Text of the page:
Civil Rights & Constitutional Law
Former Mahoning County prosecutor reports misconduct; endures retaliation, including defamation
March 21, 2018
Monday, November 1, 2021
Last week, a State Personnel Board of Review (SPBR) hearing conducted by an Administrative Law Judge (ALJ) over Martin Desmond’s 2017 job termination ended abruptly after Mahoning County Prosecuting Attorney Paul Gains and his office tried to keep information related to alleged criminal activity within the Prosecutor's Office from becoming public.
During the hearing, Senior Assistant Attorney General Daniel Kasaris acknowledged that Desmond reported this misconduct to him in August or September 2016. And Kasaris admitted that he informed Gains in October 2016 about Desmond’s concerns—a fact of which Desmond was unaware until the hearing.
Gains admitted for the first time during the hearing that Desmond's report of criminal activity within the Prosecutor's Office to Kasaris was a motivating reason for Desmond's termination. Chief Assistant Prosecutor Lynette Stratford likewise admitted to it in her testimony.
Before the hearing, Gains never admitted that Desmond's report to the Ohio Attorney General was a basis for his termination. Gains made multiple oral and written statements, at times under oath, throughout the past four-and-a-half years, but this was the first time Gains admitted that Desmond's termination was based on Desmond's report to the Attorney General’s Office.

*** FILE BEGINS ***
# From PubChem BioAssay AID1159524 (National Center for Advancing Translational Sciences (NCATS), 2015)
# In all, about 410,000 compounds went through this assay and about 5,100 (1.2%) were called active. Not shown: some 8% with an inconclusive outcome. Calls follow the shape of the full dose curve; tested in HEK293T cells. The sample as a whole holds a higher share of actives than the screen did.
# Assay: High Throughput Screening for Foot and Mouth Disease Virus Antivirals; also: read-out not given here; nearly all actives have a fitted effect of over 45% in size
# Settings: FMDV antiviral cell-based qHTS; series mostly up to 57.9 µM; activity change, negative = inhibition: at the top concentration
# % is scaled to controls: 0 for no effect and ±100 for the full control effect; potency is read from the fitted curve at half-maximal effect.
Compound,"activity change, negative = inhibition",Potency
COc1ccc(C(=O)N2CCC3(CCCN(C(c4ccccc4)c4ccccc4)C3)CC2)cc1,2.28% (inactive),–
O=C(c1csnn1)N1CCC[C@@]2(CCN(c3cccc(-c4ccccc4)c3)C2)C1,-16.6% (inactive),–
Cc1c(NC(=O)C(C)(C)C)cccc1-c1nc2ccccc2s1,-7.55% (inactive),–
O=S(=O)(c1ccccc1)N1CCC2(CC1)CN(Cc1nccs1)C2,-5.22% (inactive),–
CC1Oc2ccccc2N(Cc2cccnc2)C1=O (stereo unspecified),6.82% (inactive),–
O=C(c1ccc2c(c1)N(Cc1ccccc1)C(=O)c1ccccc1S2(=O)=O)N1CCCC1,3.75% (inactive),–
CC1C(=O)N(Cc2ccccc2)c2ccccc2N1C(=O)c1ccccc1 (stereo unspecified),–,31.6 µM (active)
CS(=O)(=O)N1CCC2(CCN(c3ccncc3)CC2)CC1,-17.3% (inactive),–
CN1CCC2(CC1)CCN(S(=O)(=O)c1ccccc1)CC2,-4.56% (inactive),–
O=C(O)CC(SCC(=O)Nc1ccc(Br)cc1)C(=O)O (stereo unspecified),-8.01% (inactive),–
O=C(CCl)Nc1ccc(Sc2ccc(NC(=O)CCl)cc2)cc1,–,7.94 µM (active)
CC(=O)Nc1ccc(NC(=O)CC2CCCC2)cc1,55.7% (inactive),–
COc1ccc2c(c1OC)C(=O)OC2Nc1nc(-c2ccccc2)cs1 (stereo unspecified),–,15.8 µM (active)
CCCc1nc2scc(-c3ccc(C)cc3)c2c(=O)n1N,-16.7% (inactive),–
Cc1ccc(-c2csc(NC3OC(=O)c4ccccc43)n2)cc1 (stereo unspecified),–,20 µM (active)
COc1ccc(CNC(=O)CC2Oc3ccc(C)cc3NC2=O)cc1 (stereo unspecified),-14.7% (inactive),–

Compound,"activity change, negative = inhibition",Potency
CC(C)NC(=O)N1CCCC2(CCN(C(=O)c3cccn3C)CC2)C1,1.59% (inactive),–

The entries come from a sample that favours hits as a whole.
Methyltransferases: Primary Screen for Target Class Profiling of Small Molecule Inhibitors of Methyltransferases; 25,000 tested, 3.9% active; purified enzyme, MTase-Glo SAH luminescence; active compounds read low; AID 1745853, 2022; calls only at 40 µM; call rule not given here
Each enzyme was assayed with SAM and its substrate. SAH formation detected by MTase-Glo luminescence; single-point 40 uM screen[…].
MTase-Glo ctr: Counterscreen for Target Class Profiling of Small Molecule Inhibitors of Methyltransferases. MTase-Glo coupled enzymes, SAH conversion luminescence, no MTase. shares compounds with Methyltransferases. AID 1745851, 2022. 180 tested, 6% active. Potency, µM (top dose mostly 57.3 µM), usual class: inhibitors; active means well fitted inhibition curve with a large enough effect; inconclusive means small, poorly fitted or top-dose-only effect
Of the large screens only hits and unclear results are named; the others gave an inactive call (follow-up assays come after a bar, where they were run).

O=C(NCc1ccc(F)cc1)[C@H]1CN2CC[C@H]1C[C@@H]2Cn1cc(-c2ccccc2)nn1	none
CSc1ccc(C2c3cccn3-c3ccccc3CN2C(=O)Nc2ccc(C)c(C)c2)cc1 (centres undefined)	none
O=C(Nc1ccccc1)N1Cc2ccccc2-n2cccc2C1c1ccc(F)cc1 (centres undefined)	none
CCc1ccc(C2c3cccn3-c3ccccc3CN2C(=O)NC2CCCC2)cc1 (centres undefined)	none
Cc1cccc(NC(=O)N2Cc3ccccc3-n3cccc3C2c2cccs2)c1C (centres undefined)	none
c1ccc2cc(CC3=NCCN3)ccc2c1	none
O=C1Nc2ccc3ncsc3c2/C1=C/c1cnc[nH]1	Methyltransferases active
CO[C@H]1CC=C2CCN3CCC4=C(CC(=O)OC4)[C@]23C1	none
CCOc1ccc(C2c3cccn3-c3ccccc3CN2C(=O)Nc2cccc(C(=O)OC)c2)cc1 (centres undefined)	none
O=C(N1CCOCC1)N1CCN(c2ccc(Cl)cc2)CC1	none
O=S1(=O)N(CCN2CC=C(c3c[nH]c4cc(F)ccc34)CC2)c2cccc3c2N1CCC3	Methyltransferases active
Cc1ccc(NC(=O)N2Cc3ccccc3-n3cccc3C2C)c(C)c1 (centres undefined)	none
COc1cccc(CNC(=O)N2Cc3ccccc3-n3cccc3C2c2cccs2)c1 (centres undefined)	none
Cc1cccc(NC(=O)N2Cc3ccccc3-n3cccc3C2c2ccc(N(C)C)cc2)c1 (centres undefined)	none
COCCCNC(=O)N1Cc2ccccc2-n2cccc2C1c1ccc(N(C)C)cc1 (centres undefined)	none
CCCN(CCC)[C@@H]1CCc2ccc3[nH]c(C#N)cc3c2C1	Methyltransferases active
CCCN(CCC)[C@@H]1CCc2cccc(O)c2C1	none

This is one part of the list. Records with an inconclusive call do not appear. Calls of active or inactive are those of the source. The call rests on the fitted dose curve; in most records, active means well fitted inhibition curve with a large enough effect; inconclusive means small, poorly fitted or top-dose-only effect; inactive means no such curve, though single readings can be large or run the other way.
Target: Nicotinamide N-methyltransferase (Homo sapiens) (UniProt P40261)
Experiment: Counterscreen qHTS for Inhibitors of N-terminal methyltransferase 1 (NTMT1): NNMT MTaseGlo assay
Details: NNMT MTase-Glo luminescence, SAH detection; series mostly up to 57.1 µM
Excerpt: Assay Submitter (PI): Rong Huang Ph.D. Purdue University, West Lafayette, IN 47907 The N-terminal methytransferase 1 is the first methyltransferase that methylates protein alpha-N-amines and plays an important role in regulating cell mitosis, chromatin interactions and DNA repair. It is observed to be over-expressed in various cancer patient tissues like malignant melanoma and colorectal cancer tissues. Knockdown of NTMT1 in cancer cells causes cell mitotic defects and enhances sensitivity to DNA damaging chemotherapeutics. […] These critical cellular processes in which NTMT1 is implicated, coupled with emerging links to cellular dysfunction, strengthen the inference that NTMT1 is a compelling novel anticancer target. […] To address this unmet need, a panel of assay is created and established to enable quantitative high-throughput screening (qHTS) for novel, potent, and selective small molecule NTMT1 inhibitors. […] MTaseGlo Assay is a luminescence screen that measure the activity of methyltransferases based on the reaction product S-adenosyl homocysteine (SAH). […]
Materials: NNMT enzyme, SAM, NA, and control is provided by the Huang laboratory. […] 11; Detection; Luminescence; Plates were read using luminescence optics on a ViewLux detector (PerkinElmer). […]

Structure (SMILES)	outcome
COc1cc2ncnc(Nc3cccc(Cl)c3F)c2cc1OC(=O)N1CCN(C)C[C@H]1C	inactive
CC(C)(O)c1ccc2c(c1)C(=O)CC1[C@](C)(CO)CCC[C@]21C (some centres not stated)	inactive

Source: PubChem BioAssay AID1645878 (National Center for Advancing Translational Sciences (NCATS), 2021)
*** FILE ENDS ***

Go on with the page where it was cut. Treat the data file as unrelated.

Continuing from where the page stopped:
Based on Gains's admission, Desmond asked for a stay of the proceeding, which was granted, for Desmond to add this newest claim to his whistleblower case and to secure the admission of the evidence that Gains is attempting to keep hidden. Desmond has not yet had the opportunity to cross examine Gains about Gains’s extraordinary confession.
Gains's confession inspired Desmond and his legal team to file an additional whistleblower claim, which they are asking the SPBR to consolidate with the original appeal. The original appeal alleges that Gains fired Desmond over his whistleblower report that then–Assistant Prosecutor Dawn Cantalamessa had violated someone’s Fifth Amendment privilege against self-incrimination by indicting that individual merely for invoking that privilege.
The 7th District Court of Appeals has already ruled that Desmond is a whistleblower in the original appeal. There is also pending litigation over the retaliatory termination in the Mahoning County Court of Common Pleas.
The misconduct Desmond reported to Kasaris involved alleged violations of state or federal law, rules, regulations, and/or misuse of public resources by two local attorneys and two assistant prosecutors. The cases originated from task-force investigations, of which Desmond was the lead prosecutor. During the hearing, Desmond informed the ALJ that he believed he had proof beyond a reasonable doubt to prove the allegations. In one of the matters, the FBI even approached Desmond to pursue the prosecution.
Desmond alleges that he attempted multiple times in 2016 to meet with Gains to discuss the matters, but Gains failed to meet with Desmond. In one instance, Desmond sent an email to Gains seeking a meeting, to which Gains never responded.
Retaliation for blowing the whistle on such alleged misconduct violates R.C. 124.131.
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